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Wellness > Mental Health

Working In The Food Service Industry Makes My Climate Anxiety So Much Worse

This article is written by a student writer from the Her Campus at Emerson chapter.

I work at a cafe/bakery/restaurant in downtown Boston. Ya, we kind of do it all. Some people treat us like a Starbucks, they come in for their daily dose of high-quality caffeine. Some people grab a pastry to go with, and others come for a whole meal whether it’s breakfast, brunch, lunch, dinner or something in between. And everything is fresh, fresh, fresh. Which means we get a delivery of newly baked pastries every morning from the nearby commissary and dessert deliveries every night. We brew coffee every hour and a half (because it’s deemed not fresh enough after that long) and new pitchers of iced tea every morning. 

Now, yes, I’m giving you some trade secrets but the telling stops there. In an effort to avoid jeopardizing my job, I’m not going to tell you exactly where I work. Still, it’s a fair assumption to make that this is how lots of cafes probably function, and the food industry in general save some specific details and practices. Now I can’t speak for the back of the house (kitchen staff) about how they handle their food waste at the end of the night, but as for counter staff, we throw away or take home lots and lots of food. All of the pastries we receive in the morning “expire” at the end of the day so we either take them home or toss them. Same goes for the iced tea and soups of the day, and the desserts only stay in the case four or five days before they’re deemed not fit for sale. Basically, you get the point. We throw a lot of stuff away. 

And it’s hard. Throwing away perfectly good loaves of bread and pastries knowing they’re just going to sit on the side of the road then end up in a landfill somewhere. Some nights, when me or one of my coworkers have the energy at the end of a long shift, we pack up all the pastries and leave the box at the closest homeless shelter. Those night we walk home with a lighter conscious. But we forget or get lazy, and it’s hard to feel guilty about wanting to just toss it all in the trash because you’re exhausted and want to get home as fast as possible. According to an article published in The Guardian, Americans waste about a pound of food per person per day and around $160 billion worth of produce annually. Working in the food industry makes me feel like I’m contributing to that number even more than the average person, and that’s enough to make me want to quit.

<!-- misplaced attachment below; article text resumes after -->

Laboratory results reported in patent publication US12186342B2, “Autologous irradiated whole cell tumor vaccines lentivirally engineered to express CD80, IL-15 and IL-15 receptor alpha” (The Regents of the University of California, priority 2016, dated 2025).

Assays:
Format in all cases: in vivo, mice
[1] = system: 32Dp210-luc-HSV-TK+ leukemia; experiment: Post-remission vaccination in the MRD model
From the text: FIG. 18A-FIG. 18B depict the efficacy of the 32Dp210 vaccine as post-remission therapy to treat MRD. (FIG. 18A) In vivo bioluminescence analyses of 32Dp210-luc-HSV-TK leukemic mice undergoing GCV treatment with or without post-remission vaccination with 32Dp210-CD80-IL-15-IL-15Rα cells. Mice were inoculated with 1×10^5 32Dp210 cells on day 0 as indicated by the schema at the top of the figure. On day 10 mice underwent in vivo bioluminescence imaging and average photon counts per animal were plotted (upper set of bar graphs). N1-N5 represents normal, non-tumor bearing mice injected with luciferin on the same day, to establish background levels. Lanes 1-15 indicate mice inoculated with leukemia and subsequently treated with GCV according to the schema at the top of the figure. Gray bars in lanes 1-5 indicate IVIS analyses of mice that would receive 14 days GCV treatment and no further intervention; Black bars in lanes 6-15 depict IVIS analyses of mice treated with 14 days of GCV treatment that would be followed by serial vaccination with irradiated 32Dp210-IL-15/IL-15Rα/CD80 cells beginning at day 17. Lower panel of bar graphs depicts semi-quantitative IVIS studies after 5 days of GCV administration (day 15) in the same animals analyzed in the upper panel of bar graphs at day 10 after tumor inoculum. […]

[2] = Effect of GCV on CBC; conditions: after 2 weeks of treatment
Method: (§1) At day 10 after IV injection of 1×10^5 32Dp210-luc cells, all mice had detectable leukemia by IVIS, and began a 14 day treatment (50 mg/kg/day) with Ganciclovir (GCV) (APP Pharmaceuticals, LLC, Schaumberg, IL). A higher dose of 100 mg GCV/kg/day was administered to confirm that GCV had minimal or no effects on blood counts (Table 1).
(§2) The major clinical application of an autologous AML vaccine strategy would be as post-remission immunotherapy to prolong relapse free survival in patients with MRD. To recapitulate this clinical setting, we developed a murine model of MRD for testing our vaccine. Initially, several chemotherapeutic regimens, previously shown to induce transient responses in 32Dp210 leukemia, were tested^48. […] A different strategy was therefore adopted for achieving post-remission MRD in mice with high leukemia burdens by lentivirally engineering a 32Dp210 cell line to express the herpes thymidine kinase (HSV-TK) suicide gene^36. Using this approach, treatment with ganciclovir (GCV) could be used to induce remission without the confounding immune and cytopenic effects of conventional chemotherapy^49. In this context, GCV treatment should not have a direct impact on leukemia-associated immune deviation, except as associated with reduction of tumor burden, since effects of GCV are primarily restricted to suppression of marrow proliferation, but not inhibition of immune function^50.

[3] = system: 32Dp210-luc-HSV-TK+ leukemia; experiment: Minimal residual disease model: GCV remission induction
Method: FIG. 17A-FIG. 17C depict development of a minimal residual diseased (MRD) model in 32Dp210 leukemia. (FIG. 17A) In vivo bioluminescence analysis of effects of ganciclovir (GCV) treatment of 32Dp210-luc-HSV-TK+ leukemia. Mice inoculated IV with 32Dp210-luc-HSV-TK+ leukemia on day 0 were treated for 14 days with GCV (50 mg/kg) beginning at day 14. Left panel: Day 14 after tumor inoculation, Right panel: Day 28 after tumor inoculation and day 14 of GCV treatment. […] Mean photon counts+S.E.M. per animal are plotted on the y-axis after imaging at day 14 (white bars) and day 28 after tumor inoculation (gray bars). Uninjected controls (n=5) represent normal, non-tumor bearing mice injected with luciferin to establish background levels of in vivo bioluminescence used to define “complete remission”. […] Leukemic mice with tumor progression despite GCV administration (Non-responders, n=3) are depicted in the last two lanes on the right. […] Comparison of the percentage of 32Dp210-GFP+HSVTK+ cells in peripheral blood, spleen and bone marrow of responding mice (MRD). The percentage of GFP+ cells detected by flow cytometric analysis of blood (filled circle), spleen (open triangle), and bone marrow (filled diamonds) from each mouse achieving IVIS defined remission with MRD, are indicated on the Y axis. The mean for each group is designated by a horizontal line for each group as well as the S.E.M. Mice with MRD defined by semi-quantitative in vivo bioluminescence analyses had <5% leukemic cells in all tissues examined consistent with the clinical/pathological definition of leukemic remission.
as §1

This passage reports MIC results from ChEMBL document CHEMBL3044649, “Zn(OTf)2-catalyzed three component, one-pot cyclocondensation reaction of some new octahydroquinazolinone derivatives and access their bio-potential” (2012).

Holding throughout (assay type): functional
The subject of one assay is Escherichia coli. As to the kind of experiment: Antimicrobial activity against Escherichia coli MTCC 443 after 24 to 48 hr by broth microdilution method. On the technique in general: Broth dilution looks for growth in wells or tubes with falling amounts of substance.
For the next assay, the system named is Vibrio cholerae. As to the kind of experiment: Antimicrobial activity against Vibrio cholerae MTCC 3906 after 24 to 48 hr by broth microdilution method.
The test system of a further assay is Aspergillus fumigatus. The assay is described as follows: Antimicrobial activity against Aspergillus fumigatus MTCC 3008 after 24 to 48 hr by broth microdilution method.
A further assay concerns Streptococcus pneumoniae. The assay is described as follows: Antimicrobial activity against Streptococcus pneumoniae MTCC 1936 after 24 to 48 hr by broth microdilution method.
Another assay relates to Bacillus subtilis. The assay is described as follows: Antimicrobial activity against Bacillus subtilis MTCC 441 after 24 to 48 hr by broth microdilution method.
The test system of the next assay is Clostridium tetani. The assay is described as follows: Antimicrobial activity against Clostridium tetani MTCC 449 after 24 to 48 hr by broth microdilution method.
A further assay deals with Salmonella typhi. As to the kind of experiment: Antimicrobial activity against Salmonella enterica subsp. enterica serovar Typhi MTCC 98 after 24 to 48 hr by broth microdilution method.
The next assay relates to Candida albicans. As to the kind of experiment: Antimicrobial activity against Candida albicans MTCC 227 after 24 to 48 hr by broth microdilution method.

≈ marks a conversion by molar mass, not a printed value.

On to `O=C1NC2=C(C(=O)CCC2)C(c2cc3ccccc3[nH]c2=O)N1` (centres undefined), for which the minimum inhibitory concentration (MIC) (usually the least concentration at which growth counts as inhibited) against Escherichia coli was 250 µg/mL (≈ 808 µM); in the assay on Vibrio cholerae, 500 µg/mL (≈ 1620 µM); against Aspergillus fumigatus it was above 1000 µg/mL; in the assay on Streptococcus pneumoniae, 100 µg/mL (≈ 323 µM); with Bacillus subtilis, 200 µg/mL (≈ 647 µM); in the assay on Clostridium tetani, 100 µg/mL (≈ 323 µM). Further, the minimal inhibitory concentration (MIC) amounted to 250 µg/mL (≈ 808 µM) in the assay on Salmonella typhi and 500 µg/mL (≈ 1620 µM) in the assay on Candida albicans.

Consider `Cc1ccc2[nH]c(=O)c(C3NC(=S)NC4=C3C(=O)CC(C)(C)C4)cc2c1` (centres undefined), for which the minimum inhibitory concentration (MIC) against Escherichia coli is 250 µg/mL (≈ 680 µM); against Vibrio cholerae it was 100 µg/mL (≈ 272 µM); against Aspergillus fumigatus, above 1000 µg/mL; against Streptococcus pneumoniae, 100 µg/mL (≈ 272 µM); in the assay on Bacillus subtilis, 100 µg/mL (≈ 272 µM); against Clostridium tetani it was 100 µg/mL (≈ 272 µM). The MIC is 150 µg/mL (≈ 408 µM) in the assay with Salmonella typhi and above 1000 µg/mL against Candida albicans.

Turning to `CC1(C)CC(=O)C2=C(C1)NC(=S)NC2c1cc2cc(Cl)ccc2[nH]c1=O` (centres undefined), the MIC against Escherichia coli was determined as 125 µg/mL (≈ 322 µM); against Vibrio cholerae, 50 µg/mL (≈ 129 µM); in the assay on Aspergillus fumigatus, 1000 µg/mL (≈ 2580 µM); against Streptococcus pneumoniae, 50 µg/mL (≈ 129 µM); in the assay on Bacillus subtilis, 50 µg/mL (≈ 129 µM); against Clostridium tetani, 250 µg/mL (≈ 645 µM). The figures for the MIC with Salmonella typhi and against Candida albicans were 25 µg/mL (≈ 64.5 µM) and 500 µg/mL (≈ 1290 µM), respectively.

And then there’s the anger that comes with watching other people be wasteful all day long. It’s one thing to feel guilty about what you could be doing to be less wasteful and more sustainable, but another to look on helplessly as you watch customers be careless and have to clean up after them and be helpful and polite. Everytime I make an iced latte and scoop ice into a plastic cup, my mood dampens just a bit. Even though we have certified compostable straws like most millennial-friendly cafes today, we still use A TON of single-use plastics.

I see people eat half of their sandwich or drink a few sips of coffee and leave it to be thrown away. I see people take a water cup, use it, throw it away, and ask for another one. And the worst part is, I can’t tell them no. A part of customer service is enabling this kind of wastefulness, even encouraging it in some cases so that the customer doesn’t bear the guilt I feel for their wastefulness. It’s frustrating and depressing. We all have a part in the detriment our planet is facing, and even though I try my best to be as sustainable and environmentally-conscious as I can, it never seems to be enough. I feel this overwhelming sense of hopelessness, and my job exacerbates it to the extreme. 

So, what do I do? How do I handle it? Why don’t I just quit and find another job? That’s a good question. I could, I could quit and seek out a cafe where I could barista that is committed to being as wasteless and sustainable as possible. I could go to hell with the food service industry as a whole and try to get a part-time job somewhere else. But the truth of the matter is, wastefulness is ingrained in every sector of our society whether it’s food service, retail, business or anything else.

And I love my job, I do. I love the management and the people I work with and the pay is pretty dang good for a cafe job. I’ll admit, that part of dealing with the anxiety and stress I feel working there is compartmentalization. To try as hard as I can to not think about the ramifications of the business we conduct there, like many of the customers do. But I’m also doing as much as I can to make it better and ease my conscience like encouraging all my coworkers to bring their own cups and water bottles for their staff drinks throughout their shifts. And rinsing out any container I can instead of throwing things out when I make a mistake. I also make sure customers know they can bring their own containers, and every time I do I relish in it and celebrate that small success.


I am a Writing, Literature, and Publishing senior at Emerson College but I'm originally from Tampa, Florida. I love writing and I hope to eventually be writing for a magazine or an online lifestyle publication. I love music and entertainment writing as well as traveling and baking.
Emerson contributor